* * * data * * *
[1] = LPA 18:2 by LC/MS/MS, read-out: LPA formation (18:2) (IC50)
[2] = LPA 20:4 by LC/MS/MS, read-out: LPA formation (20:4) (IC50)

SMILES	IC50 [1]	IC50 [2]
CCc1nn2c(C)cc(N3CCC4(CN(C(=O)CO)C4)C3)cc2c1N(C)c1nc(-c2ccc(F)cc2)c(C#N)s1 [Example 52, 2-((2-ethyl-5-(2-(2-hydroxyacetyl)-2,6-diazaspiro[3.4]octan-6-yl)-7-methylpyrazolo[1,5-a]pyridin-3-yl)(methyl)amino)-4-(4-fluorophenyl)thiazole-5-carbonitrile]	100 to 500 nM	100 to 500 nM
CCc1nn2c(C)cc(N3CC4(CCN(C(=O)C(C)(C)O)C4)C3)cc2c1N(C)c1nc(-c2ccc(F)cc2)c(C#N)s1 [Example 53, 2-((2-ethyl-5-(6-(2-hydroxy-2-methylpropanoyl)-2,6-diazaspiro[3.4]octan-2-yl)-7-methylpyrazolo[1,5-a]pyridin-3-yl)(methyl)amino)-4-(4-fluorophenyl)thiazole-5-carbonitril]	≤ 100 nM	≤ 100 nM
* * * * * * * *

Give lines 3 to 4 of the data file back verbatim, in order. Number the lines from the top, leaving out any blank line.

SMILES	IC50 [1]	IC50 [2]
CCc1nn2c(C)cc(N3CCC4(CN(C(=O)CO)C4)C3)cc2c1N(C)c1nc(-c2ccc(F)cc2)c(C#N)s1 [Example 52, 2-((2-ethyl-5-(2-(2-hydroxyacetyl)-2,6-diazaspiro[3.4]octan-6-yl)-7-methylpyrazolo[1,5-a]pyridin-3-yl)(methyl)amino)-4-(4-fluorophenyl)thiazole-5-carbonitrile]	100 to 500 nM	100 to 500 nM